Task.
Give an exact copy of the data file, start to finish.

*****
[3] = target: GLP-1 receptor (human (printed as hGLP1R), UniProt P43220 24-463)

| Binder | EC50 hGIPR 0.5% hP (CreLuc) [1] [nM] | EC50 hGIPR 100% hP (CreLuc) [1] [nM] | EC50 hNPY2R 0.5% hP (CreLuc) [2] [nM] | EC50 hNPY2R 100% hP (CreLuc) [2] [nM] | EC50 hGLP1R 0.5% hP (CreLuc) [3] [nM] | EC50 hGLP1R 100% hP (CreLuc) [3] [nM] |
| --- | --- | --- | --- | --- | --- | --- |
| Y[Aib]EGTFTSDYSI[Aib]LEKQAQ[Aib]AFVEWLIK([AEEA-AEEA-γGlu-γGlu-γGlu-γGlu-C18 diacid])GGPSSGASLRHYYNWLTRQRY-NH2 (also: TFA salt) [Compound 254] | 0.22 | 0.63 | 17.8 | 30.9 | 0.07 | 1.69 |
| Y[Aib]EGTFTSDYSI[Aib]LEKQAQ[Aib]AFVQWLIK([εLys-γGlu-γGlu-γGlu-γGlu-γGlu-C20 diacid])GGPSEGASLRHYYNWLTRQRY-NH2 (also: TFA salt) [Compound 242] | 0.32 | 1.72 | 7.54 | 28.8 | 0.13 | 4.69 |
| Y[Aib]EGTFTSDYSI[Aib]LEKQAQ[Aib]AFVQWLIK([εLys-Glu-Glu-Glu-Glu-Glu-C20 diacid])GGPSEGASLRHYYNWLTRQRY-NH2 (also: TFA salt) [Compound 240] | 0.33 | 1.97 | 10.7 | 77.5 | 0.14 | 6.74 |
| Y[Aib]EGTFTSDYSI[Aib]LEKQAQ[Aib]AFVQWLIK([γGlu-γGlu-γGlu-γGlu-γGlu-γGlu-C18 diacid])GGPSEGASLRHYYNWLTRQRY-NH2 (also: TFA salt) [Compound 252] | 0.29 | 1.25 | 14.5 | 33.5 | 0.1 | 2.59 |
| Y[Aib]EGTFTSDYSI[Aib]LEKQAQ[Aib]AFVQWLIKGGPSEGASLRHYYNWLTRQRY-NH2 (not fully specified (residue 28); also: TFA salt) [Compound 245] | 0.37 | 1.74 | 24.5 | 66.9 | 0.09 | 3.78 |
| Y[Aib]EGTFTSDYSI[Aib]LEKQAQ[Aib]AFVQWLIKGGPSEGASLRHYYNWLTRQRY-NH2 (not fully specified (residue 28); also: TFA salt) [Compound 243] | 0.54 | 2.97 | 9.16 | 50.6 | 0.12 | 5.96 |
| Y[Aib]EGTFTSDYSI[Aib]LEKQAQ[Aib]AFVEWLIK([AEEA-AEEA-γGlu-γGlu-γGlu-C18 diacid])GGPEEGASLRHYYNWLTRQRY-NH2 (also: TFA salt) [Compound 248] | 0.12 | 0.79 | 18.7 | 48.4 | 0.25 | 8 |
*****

[3] = target: GLP-1 receptor (human (printed as hGLP1R), UniProt P43220 24-463)

| Binder | EC50 hGIPR 0.5% hP (CreLuc) [1] [nM] | EC50 hGIPR 100% hP (CreLuc) [1] [nM] | EC50 hNPY2R 0.5% hP (CreLuc) [2] [nM] | EC50 hNPY2R 100% hP (CreLuc) [2] [nM] | EC50 hGLP1R 0.5% hP (CreLuc) [3] [nM] | EC50 hGLP1R 100% hP (CreLuc) [3] [nM] |
| --- | --- | --- | --- | --- | --- | --- |
| Y[Aib]EGTFTSDYSI[Aib]LEKQAQ[Aib]AFVEWLIK([AEEA-AEEA-γGlu-γGlu-γGlu-γGlu-C18 diacid])GGPSSGASLRHYYNWLTRQRY-NH2 (also: TFA salt) [Compound 254] | 0.22 | 0.63 | 17.8 | 30.9 | 0.07 | 1.69 |
| Y[Aib]EGTFTSDYSI[Aib]LEKQAQ[Aib]AFVQWLIK([εLys-γGlu-γGlu-γGlu-γGlu-γGlu-C20 diacid])GGPSEGASLRHYYNWLTRQRY-NH2 (also: TFA salt) [Compound 242] | 0.32 | 1.72 | 7.54 | 28.8 | 0.13 | 4.69 |
| Y[Aib]EGTFTSDYSI[Aib]LEKQAQ[Aib]AFVQWLIK([εLys-Glu-Glu-Glu-Glu-Glu-C20 diacid])GGPSEGASLRHYYNWLTRQRY-NH2 (also: TFA salt) [Compound 240] | 0.33 | 1.97 | 10.7 | 77.5 | 0.14 | 6.74 |
| Y[Aib]EGTFTSDYSI[Aib]LEKQAQ[Aib]AFVQWLIK([γGlu-γGlu-γGlu-γGlu-γGlu-γGlu-C18 diacid])GGPSEGASLRHYYNWLTRQRY-NH2 (also: TFA salt) [Compound 252] | 0.29 | 1.25 | 14.5 | 33.5 | 0.1 | 2.59 |
| Y[Aib]EGTFTSDYSI[Aib]LEKQAQ[Aib]AFVQWLIKGGPSEGASLRHYYNWLTRQRY-NH2 (not fully specified (residue 28); also: TFA salt) [Compound 245] | 0.37 | 1.74 | 24.5 | 66.9 | 0.09 | 3.78 |
| Y[Aib]EGTFTSDYSI[Aib]LEKQAQ[Aib]AFVQWLIKGGPSEGASLRHYYNWLTRQRY-NH2 (not fully specified (residue 28); also: TFA salt) [Compound 243] | 0.54 | 2.97 | 9.16 | 50.6 | 0.12 | 5.96 |
| Y[Aib]EGTFTSDYSI[Aib]LEKQAQ[Aib]AFVEWLIK([AEEA-AEEA-γGlu-γGlu-γGlu-C18 diacid])GGPEEGASLRHYYNWLTRQRY-NH2 (also: TFA salt) [Compound 248] | 0.12 | 0.79 | 18.7 | 48.4 | 0.25 | 8 |